Let’s face it – one of the most significant barriers anyone faces with their exercise is motivation. We’re not all tuned to get up at 6am every day to train at the gym or go for a run. Some are, and kudos to them!
But for the rest of us mere mortals, we need to establish good habits that help keep us on track with our training goals. And for Personal Trainers, understanding how to motivate your clients and assist them in building good habits will go a long way to helping them achieve their goals.
Let’s learn a bit more about habits and motivation.
Why you can’t rely on motivation alone
Do you struggle to stick to your workout routine? Do you try so hard to eat healthily, but just can’t seem to manage it? The answer could lie in relying on and establishing good habits, instead of relying on motivation, which can make adhering to your goals much easier.
What are habits?
Habits are actions that you can perform automatically or without much thought. They arise from a repeated response to a stimulus, such as eating a particular food whenever you feel hungry.
When you perform an action over and over, the positive feeling associated with the reward you get from performing an action strengthens neural circuits in your brain, meaning that your body will eventually go to performing this action automatically without you thinking too much about it. Usually, this takes about 2-3 months of repetition to occur.
What’s the difference between motivation and habits?
Motivation is something inside of us that desires a change and can push us to take action in the short term, but this will wane over time. We cannot consistently rely on motivation to maintain ‘good’ behaviours, because when we are tired or run down, we naturally fall back on our habits. As humans, we naturally choose the path of least resistance, and because pre-established habits provide the path of least resistance, that is what we will always end up reverting to over the long term.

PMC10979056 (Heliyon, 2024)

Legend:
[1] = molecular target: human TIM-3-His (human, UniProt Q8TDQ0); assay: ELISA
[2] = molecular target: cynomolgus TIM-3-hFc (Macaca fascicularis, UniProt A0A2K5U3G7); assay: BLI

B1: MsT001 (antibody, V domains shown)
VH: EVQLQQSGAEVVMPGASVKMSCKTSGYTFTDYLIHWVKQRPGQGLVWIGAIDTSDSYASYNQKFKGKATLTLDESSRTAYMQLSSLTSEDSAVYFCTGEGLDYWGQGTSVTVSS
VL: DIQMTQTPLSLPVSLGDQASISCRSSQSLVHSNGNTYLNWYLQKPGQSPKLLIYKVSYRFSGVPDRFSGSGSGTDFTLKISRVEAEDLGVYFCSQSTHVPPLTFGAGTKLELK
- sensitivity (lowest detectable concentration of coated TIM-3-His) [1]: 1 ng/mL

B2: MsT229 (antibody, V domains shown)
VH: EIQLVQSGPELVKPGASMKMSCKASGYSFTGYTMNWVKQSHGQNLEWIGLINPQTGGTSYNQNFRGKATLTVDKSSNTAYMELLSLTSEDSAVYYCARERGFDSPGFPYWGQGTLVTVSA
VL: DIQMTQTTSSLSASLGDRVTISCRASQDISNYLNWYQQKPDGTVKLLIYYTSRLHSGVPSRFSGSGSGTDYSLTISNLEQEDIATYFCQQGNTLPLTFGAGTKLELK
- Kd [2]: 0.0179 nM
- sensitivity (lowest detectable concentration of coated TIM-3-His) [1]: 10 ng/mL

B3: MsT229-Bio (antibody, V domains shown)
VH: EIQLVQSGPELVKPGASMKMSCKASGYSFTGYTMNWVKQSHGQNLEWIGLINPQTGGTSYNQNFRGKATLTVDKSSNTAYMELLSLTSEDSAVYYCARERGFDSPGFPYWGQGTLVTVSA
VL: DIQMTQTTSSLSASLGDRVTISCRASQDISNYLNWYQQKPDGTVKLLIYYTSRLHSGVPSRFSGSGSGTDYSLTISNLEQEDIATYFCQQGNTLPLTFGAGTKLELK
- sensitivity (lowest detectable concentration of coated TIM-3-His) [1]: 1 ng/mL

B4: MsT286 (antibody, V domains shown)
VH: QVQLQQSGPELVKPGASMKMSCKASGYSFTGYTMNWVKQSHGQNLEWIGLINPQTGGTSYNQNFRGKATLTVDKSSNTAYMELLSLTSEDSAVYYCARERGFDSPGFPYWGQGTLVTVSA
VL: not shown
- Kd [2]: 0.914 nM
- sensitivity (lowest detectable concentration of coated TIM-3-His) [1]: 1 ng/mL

Therefore, in order to establish healthy habits for a lifetime, we can use motivation initially to get our habits going, but then we need to make sure we are doing everything we can to make it easy for us to maintain them long-term.
How do I establish a good habit?
According to psychologist ‘Wendy Wood’, there are two main things to consider when establishing a new habit:
1. Make it enjoyable
First and foremost, we need to make sure that the new habit is enjoyable, and therefore elicits a positive response in our brains. If we do not experience a positive feeling when performing the action, we are not going to want to repeat it, and the neural connections in our brain between the cue and the action will not be as strong.
In a practical sense, this looks like choosing a form of exercise you enjoy such as dancing or lifting weights, instead of forcing yourself to go running if you really don’t enjoy it. It can also look like choosing healthy foods that you really love or finding enjoyable ways of preparing them, so that you want to keep coming back and eating them instead of ordering takeaway.
2. Reduce Friction
Secondly, we need to focus on friction. We need to increase the friction of bad habits so that we make them hard to perform, and we need to decrease the friction of good habits so that we make them easier to perform.
In a practical sense, this might look like laying your exercise clothes out on your bed the night before so that they are ready to change into as soon as you wake up. Or make sure your gym is nice and close to your house so that you are more likely to go. It also looks like buying your favourite fruits and veggies and chopping them up ready to eat in the fridge so that when you’re hungry and tired, they are easy to access.
Conversely, it also might look like not buying junk food so that it is a lot harder for you to access when you are craving it. It might also look like placing your phone or alarm clock on the other side of the room so that you are less likely to press snooze and sleep in when you could be fitting in a morning workout.
Good habits take commitment to instill, but once they are cemented, science shows that they become much easier to stick to. Plus, wouldn’t you rather stick to good habits with ease rather than rely on willpower and motivation day after day?
To learn more about habits and motivation and how to practice good habits in your everyday life, check out our AFA short course via the below: